Article by Brandon Craig: Exclusive Psalmody: is it Biblical? Is it the only Reformed position? (Part 1) (Original source here)
This is the first part in a series on Exclusive Psalmody. For those who are unaware Exclusive Psalmody (referred to as EP from here on out) is the claim that we are only to sing Psalms in corporate worship and no uninspired songs may be sung. To understand EP one has to know a bit about the Regulative Principle of Worship (RPW). The RPW says that in corporate worship we may only do those things that God has commanded. This is in contrast to the Normative Principle of Worship (NPW) which says that anything God has not forbidden, is acceptable in worship. So for example the Bible never says we cannot watch someone do a painting on stage during corporate worship as a form of worship. The NPW would say that means painting on stage is an acceptable form of corporate worship. The RPW would reject this because we have no command in Scripture to paint as a form of worship. Examining the merits of the RPW is a worthy endeavor that I most assuredly will undertake at some point on my blog. However we will accept it as correct for this series. (For if it is incorrect then EP has no argument whatsoever. However the RPW is a key part of Reformed theology and thus we are discussing an “in house” issue where both sides already accept the RPW).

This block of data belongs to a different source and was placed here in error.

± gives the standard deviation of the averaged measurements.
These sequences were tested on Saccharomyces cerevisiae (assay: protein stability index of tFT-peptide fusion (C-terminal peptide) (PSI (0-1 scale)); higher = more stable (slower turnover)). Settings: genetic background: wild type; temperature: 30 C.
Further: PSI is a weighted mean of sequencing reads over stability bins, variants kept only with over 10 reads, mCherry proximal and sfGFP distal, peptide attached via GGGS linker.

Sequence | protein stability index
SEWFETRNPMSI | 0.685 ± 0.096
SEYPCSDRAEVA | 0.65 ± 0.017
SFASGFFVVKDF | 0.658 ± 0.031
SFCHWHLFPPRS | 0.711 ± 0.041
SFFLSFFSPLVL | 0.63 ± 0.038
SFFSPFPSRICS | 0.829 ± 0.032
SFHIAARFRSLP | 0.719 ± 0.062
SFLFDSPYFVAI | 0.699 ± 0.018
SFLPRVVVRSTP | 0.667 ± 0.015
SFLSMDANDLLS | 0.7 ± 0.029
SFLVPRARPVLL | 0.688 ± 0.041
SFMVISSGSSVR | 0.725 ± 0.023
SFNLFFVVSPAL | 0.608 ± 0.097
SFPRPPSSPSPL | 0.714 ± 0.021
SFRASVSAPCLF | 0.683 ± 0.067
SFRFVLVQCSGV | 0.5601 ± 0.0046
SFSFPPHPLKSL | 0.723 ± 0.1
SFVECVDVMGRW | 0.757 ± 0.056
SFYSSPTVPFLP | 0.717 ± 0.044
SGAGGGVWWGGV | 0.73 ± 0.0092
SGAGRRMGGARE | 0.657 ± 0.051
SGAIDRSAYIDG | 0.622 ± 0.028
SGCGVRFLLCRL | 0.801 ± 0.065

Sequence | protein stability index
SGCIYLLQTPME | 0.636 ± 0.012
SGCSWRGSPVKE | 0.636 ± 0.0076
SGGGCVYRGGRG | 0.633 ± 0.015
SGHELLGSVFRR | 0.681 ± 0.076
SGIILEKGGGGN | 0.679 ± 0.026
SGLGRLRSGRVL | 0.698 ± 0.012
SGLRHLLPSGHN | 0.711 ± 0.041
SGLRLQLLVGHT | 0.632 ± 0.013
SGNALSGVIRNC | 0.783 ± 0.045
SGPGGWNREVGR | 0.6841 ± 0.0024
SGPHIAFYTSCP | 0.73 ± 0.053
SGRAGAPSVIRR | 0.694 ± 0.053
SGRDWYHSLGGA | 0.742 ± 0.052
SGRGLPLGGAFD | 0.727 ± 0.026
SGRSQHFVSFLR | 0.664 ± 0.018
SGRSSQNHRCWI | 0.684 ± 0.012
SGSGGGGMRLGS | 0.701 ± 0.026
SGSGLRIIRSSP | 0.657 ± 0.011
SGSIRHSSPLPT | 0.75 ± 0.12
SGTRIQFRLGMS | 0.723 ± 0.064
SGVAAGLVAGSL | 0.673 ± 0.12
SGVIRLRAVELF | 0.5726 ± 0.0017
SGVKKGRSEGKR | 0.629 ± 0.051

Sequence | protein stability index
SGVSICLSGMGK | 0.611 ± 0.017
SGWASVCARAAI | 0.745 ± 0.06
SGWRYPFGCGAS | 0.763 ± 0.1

Now adherents to EP will say that you cannot accept the RPW without holding to EP. Along with that in the circles that I debate and discuss online the EP adherents like to imply that one is not truly reformed if they do not hold to EP. They will bring up reformers who held to EP and if a person didn’t know better you would think that historically EP was the only position any of the reformers ever held to. In this article I wish to show that EP was not the only position held by the reformers and that those who are reformed and sing hymns are in good company both historically and today. In future parts to this series I intend to show that one may hold to the RPW and still consistently reject EP.